By John Manley
Niall O’Callaghan has had every reason to feel confident about Guided Tour, the 5-year-old gelding he trains for Morton Fink. Save for a 12th-place finish in last November’s Breeders’ Cup Classic, the son of Hansel has finished no worse than second in eight races stretching back to last May. So, the Corkman, based in New Orleans for the winter, shipped Guided Tour and stable jockey Larry Melancon out to Los Angeles for the $300,000 San Antonio Handicap, a Grade II race at Santa Anita, and got the lion’s share of the purse.
Deputy Flag set fractions of 23.2, 46.4 and 1:10.4 for the first three quarters of a mile, in which he led Freedom Crest, the even-money favorite, with Guided Tour in close pursuit. Melancon sent his charge to the lead along the rail around the far turn and straightened for the wire with a half-length lead. Lethal Instrument took up the chase in the lane, but Guided Tour extended his lead to a length and a half passing under the wire.
Guided Tour covered the nine furlongs on a fast track in 1:48.26. He paid $8.80 to win as the second choice in the pari-mutuels. The Kentucky-bred gelding now has nine victories from 23 career starts, with a bankroll of $760,033.
Not to be overlooked is John Sullivan’s fine effort in training Moonlight Charger up to a third-place finish in the San Antonio. Now semi-retired, Sullivan is destined to be remembered for the race that got away, the inaugural running of the Arlington Million, in which The Bart got nailed at the wire by John Henry. Here, Moonlight Charger showed that Sullivan retains a few tricks in his arsenal that have worn well over the years. Owned by longtime patron Duane Clark, Moonlight Charger was sent off at 66-1 in his first graded stakes outing. He checked in five lengths behind Guided Tour.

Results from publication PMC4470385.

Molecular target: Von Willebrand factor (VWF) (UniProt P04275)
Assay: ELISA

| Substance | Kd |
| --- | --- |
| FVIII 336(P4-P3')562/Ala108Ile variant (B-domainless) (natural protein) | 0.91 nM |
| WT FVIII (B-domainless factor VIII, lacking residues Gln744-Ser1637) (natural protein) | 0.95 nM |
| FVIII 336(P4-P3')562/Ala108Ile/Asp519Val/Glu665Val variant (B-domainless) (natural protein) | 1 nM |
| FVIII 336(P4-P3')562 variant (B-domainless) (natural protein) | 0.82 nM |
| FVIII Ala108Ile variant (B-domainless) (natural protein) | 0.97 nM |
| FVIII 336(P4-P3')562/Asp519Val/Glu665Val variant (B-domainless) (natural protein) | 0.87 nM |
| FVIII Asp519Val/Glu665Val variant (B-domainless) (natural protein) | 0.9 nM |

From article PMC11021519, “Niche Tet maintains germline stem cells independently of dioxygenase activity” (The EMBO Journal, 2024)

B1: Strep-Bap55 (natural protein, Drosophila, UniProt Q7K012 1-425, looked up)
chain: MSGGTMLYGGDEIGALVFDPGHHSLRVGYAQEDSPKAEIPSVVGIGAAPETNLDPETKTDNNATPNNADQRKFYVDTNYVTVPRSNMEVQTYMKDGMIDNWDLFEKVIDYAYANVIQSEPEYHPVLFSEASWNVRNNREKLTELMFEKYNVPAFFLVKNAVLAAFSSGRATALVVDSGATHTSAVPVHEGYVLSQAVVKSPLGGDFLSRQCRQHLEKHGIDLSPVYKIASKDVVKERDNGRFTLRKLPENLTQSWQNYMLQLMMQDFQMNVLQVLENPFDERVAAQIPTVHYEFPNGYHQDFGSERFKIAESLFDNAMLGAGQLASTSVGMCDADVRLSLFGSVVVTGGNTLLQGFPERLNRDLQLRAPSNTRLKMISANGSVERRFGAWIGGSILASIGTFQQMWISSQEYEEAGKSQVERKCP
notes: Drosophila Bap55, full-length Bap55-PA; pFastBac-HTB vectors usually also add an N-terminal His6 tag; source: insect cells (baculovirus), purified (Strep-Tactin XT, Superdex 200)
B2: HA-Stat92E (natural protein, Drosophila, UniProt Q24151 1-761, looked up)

Meanwhile, at Oaklawn in Hot Springs, Ark., Meath native David Carroll was making quite an impression with Gatewood. The five-year-old gelding was beaten 14 lengths by Guided Tour in their last outing, the Louisiana Handicap at Fair Grounds, but with that rival hunting bigger game, the Shortleaf Stable colorbearer boogied under Craig Perret in the $50,000 Crabapple Stakes.
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Employing a less frenzied style out of the gate than he had been disposed to, Gatewood was dead last through the opening half mile, with another half to go. He picked off five of his rivals over the next quarter-mile, then was sent into overdrive by Perret. Gunning four wide, Gatewood went from four lengths behind to four lengths ahead in the span of one furlong. His lead held to the wire, although the final time of 1:38.73 for the mile on a fast track didn’t break the springs in anyone’s stopwatch.
Gatewood paid $23.60 to win. He’s a Kentucky-bred son of Pine Bluff, which won the Preakness Stakes for Shortleaf master John Ed Anthony, who was then doing business as Loblolly Stable. Gatewood now has six victories in 19 starts, with earnings of $181,630.